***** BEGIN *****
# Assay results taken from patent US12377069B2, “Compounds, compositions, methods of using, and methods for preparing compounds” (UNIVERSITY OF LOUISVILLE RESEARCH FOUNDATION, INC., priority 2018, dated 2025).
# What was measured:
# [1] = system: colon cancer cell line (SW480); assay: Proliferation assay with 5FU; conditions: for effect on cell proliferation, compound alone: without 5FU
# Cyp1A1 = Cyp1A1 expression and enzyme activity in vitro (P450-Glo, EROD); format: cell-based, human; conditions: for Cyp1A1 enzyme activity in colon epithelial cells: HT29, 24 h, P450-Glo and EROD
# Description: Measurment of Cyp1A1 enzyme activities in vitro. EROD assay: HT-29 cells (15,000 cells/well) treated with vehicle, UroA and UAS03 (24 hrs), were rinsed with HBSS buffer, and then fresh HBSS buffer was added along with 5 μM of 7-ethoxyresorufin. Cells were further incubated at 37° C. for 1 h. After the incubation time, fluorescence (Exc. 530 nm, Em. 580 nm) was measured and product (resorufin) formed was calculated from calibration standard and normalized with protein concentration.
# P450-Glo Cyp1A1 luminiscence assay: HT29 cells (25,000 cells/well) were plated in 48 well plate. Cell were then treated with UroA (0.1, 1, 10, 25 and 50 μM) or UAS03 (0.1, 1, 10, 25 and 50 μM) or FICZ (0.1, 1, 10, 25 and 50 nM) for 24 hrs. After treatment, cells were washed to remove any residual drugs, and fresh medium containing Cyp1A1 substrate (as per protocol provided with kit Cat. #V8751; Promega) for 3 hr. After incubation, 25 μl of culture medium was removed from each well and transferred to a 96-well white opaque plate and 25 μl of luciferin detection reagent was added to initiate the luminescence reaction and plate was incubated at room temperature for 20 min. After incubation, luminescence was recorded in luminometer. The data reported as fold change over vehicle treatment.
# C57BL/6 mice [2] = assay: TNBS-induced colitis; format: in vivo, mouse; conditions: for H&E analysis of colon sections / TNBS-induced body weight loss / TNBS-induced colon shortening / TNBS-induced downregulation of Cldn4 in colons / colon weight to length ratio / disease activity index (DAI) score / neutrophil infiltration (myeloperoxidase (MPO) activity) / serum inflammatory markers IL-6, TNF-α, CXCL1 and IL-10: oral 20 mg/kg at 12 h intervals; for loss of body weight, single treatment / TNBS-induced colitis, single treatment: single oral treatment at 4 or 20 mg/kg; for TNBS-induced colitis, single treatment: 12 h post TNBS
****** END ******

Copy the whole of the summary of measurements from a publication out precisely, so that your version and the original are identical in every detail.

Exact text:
# Assay results taken from patent US12377069B2, “Compounds, compositions, methods of using, and methods for preparing compounds” (UNIVERSITY OF LOUISVILLE RESEARCH FOUNDATION, INC., priority 2018, dated 2025).
# What was measured:
# [1] = system: colon cancer cell line (SW480); assay: Proliferation assay with 5FU; conditions: for effect on cell proliferation, compound alone: without 5FU
# Cyp1A1 = Cyp1A1 expression and enzyme activity in vitro (P450-Glo, EROD); format: cell-based, human; conditions: for Cyp1A1 enzyme activity in colon epithelial cells: HT29, 24 h, P450-Glo and EROD
# Description: Measurment of Cyp1A1 enzyme activities in vitro. EROD assay: HT-29 cells (15,000 cells/well) treated with vehicle, UroA and UAS03 (24 hrs), were rinsed with HBSS buffer, and then fresh HBSS buffer was added along with 5 μM of 7-ethoxyresorufin. Cells were further incubated at 37° C. for 1 h. After the incubation time, fluorescence (Exc. 530 nm, Em. 580 nm) was measured and product (resorufin) formed was calculated from calibration standard and normalized with protein concentration.
# P450-Glo Cyp1A1 luminiscence assay: HT29 cells (25,000 cells/well) were plated in 48 well plate. Cell were then treated with UroA (0.1, 1, 10, 25 and 50 μM) or UAS03 (0.1, 1, 10, 25 and 50 μM) or FICZ (0.1, 1, 10, 25 and 50 nM) for 24 hrs. After treatment, cells were washed to remove any residual drugs, and fresh medium containing Cyp1A1 substrate (as per protocol provided with kit Cat. #V8751; Promega) for 3 hr. After incubation, 25 μl of culture medium was removed from each well and transferred to a 96-well white opaque plate and 25 μl of luciferin detection reagent was added to initiate the luminescence reaction and plate was incubated at room temperature for 20 min. After incubation, luminescence was recorded in luminometer. The data reported as fold change over vehicle treatment.
# C57BL/6 mice [2] = assay: TNBS-induced colitis; format: in vivo, mouse; conditions: for H&E analysis of colon sections / TNBS-induced body weight loss / TNBS-induced colon shortening / TNBS-induced downregulation of Cldn4 in colons / colon weight to length ratio / disease activity index (DAI) score / neutrophil infiltration (myeloperoxidase (MPO) activity) / serum inflammatory markers IL-6, TNF-α, CXCL1 and IL-10: oral 20 mg/kg at 12 h intervals; for loss of body weight, single treatment / TNBS-induced colitis, single treatment: single oral treatment at 4 or 20 mg/kg; for TNBS-induced colitis, single treatment: 12 h post TNBS